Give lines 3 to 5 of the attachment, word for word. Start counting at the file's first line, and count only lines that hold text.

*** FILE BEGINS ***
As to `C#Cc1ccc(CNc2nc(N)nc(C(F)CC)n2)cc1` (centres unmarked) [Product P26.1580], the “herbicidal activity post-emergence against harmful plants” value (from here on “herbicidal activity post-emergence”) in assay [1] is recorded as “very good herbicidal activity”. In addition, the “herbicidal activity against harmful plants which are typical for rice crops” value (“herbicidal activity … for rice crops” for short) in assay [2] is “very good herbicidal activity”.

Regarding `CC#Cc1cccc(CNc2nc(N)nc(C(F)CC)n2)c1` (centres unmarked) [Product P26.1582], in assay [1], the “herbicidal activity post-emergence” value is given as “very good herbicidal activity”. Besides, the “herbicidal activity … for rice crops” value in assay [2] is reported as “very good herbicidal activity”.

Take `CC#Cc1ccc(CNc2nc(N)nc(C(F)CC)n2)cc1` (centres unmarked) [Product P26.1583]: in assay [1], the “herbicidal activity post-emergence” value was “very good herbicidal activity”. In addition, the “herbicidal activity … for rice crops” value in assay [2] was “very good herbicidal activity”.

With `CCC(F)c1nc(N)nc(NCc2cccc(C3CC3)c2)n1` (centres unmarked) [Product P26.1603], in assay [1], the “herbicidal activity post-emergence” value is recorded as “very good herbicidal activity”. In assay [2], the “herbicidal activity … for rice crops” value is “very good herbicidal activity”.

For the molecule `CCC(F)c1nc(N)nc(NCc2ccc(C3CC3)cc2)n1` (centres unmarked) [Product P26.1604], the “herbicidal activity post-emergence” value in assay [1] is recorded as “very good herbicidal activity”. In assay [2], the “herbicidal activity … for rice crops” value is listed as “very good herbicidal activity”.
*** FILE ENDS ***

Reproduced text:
Take `CC#Cc1ccc(CNc2nc(N)nc(C(F)CC)n2)cc1` (centres unmarked) [Product P26.1583]: in assay [1], the “herbicidal activity post-emergence” value was “very good herbicidal activity”. In addition, the “herbicidal activity … for rice crops” value in assay [2] was “very good herbicidal activity”.

With `CCC(F)c1nc(N)nc(NCc2cccc(C3CC3)c2)n1` (centres unmarked) [Product P26.1603], in assay [1], the “herbicidal activity post-emergence” value is recorded as “very good herbicidal activity”. In assay [2], the “herbicidal activity … for rice crops” value is “very good herbicidal activity”.

For the molecule `CCC(F)c1nc(N)nc(NCc2ccc(C3CC3)cc2)n1` (centres unmarked) [Product P26.1604], the “herbicidal activity post-emergence” value in assay [1] is recorded as “very good herbicidal activity”. In assay [2], the “herbicidal activity … for rice crops” value is listed as “very good herbicidal activity”.